My previous blog explained that calculation of CO2e is a way to include all greenhouse gases and their global warming potential compared to that of carbon dioxide. What are these other greenhouse gases (abbreviated as GHG)? They include methane, nitrous oxide, hydrofluorocarbons, perfluorocarbons, and sulfur hexafluoride.
The David Suzuki website has a handbook for managing greenhouse gas emissions. The handbook contains very practical ways for measuring and reducing emissions. The first step in managing emissions is to decide which emissions to measure, for example: only those relating to employee transportation, or those related to electricity usage. Then the data from utility bills, accounting receipts, fuel logs, odometer readings, or other sources is collected. Finally, the emissions can be calculated using the data. The general formula for calculating CO2e emissions is: (activity data) x (emission factor) = GHG emissions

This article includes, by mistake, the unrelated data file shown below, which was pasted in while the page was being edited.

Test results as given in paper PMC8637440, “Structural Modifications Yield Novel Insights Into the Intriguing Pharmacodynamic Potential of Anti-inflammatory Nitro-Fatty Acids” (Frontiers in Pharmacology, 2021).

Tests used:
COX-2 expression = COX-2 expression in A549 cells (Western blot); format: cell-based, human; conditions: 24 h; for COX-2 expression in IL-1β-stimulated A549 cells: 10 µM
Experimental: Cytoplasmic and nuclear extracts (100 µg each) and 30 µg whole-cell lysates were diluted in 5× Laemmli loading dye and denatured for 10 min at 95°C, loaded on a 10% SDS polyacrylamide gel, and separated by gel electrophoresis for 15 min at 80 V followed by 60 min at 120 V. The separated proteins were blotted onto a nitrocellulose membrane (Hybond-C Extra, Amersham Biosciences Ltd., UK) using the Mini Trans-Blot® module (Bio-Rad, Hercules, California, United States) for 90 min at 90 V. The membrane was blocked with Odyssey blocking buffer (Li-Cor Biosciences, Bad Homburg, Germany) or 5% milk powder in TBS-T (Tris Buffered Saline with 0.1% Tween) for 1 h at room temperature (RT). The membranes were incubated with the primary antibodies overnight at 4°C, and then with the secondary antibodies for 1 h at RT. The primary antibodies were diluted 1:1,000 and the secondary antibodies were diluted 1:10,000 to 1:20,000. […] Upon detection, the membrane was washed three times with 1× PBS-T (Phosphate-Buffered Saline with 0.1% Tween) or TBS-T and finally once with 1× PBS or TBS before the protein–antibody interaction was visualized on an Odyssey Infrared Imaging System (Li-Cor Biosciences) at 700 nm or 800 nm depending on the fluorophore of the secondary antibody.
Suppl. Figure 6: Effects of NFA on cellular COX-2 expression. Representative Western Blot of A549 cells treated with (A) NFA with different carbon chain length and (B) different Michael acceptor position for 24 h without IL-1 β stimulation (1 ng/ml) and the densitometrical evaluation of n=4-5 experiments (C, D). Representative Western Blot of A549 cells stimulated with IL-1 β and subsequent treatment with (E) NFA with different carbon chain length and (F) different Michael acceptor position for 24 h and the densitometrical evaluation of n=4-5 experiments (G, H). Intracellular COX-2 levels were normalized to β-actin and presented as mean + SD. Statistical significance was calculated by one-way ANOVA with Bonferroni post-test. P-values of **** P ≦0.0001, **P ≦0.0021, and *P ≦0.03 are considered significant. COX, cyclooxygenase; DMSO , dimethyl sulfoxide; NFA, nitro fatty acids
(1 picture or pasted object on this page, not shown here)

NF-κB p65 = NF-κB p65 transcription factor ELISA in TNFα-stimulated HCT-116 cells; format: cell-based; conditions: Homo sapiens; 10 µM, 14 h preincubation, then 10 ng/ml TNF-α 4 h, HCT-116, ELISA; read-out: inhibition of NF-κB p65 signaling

The challenge is to find the correct emission factor. I am still researching greenhouse gas emissions calculators and emission factors. However, a simple calculator can be found on the EPA site. You can type in gallons of gas consumed or kilowatt-hours of electricity and the calculator will convert the amount to tons, pounds, or metric tons of carbon dioxide equivalent. A good place to begin experimenting is the Household Carbon Footprint Calculator. Once you have determined your quantity of GHG emissions then you can consider ways to reduce or offset it.
Let's set a goal to reduce our carbon footprint by Earth Day 2014!